Each member including Facebook/Calibra will only get up to one vote or 1% of the total vote (whichever is larger) in the Libra Association council. This provides a level of decentralization that protects against Facebook or any other player hijacking Libra for its own gain. By avoiding sole ownership and dominion over Libra, Facebook could avoid extra scrutiny from regulators who are already investigating it for a sea of privacy abuses as well as potentially anti-competitive behavior.

The Libra Currency – A Stablecoin

A Libra is a unit of the Libra cryptocurrency that’s represented by a three wavy horizontal line unicode character ≋ like the dollar is represented by $. The value of a Libra is meant to stay largely stable so it’s a good medium of exchange since merchants can be confident they won’t be paid a Libra today that’s then worth less tomorrow. The Libra’s value is tied to a basket of bank deposits and short-term government securities for a slew of historically stable international currencies including the dollar, pound, euro, swiss franc, and yen. The Libra Association maintains this basket of assets and can change the balance of its composition if necessary to offset major price fluctuations in any one foreign currency so that the value of a Libra stays consistent.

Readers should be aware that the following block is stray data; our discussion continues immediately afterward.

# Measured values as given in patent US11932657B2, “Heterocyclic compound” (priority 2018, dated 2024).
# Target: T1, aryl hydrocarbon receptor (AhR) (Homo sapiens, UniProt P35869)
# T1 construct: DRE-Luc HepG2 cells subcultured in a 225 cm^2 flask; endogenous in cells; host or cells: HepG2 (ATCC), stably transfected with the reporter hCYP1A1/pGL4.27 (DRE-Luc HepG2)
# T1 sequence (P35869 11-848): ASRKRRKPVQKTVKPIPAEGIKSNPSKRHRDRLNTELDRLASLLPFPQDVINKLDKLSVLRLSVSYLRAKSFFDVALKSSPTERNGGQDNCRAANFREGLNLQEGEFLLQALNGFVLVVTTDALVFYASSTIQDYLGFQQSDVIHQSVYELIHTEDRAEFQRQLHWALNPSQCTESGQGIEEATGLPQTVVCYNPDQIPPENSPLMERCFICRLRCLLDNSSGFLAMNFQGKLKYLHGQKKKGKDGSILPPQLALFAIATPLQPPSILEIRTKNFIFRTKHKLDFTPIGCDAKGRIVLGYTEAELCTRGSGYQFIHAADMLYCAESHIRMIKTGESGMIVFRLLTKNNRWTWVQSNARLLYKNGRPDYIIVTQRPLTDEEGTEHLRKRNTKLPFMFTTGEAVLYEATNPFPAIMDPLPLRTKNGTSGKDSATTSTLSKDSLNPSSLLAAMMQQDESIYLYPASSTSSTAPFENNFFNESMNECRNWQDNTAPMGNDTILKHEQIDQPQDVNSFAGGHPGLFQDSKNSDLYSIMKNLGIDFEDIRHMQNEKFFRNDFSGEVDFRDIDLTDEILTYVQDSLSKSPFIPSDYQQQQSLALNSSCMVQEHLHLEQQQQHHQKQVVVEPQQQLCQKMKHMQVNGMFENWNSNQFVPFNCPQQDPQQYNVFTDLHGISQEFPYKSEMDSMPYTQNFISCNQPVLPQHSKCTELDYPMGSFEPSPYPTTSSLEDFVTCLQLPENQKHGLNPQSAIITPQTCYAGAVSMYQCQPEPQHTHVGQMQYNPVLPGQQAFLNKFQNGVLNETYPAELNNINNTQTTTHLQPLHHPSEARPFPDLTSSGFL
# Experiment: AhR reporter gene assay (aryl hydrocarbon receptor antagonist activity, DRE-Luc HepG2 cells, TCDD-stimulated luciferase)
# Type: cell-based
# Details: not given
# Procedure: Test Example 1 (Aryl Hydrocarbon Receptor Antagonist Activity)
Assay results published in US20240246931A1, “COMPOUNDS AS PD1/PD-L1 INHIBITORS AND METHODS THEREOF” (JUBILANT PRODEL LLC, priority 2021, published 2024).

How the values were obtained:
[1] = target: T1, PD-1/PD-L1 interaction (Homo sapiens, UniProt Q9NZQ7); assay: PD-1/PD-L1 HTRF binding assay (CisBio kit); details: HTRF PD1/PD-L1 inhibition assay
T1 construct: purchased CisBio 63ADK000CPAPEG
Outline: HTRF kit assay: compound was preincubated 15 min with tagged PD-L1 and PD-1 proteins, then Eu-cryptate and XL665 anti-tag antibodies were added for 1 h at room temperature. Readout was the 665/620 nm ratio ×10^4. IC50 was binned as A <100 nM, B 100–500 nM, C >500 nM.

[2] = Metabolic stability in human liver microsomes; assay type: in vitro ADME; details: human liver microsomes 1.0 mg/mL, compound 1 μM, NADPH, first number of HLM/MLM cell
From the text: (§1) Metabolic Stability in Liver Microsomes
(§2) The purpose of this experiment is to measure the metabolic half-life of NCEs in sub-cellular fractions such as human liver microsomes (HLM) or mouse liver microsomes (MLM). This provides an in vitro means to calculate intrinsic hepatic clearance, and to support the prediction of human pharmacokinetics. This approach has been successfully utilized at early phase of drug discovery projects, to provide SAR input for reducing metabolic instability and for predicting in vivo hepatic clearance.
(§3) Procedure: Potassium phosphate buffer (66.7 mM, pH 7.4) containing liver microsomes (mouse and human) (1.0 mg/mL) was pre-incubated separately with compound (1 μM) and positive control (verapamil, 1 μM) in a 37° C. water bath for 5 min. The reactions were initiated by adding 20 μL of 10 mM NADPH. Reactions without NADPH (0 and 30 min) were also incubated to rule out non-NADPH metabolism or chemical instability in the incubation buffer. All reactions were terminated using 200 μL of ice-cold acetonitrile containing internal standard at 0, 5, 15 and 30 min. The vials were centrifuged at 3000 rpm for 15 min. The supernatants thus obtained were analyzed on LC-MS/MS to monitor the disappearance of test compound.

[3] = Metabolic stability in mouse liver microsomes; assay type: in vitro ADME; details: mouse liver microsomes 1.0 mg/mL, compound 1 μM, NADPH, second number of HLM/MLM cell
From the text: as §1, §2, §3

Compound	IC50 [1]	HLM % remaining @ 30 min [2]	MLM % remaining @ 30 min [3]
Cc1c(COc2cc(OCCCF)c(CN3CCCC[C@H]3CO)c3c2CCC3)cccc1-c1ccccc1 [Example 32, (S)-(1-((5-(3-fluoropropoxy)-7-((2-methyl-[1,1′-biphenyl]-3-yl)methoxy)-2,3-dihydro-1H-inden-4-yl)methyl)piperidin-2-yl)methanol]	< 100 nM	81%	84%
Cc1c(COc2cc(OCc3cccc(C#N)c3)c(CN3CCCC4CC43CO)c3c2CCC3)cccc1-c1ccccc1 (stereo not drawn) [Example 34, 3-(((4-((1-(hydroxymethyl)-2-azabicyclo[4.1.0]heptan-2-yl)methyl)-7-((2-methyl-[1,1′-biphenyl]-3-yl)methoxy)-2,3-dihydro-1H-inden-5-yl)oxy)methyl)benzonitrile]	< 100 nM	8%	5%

The name Libra comes from the word for a Roman unit of weight measure. It’s trying to invoke a sense of financial freedom by playingon the French stem “Lib” meaning free.

The Libra Association is still hammering out the exact start value for the Libra, but it’s meant to somewhere close to the value of a dollar, euro, or pound so it’s easy to conceptualize. That way, a gallon of milk in the US might cost 3 to 4 Libra, similar but not exactly the same as with dollars.

The idea is that you’ll cash in some money and keep a balance of Libra that you can spend at accepting merchants and online services. You’ll be able to trade in your local currency for Libra and vice versa through certain wallet apps including Facebook’s Calibra, third-party wallet apps, and local resellers like convenience or grocery stores where people already go to top-up their mobile data plan.

The Libra Reserve – One For One

Each time someone cashes in a dollar or their respective local currency, that money goes into the Libra Reserve and an equivalent value of Libra is minted and doled out to that person. If someone cashes out from the Libra Association, the Libra they give back are destroyed/burned and they receive the equivalent value in their local currency back. That means there’s always 100% of the value of the Libra in circulation collateralized with real world assets in the Libra Reserve. It never runs fractional. And unliked “pegged” stable coins that are tied to a single currency like the USD, Libra maintains its own value — though that should cash out to roughly the same amount of a given currency over time.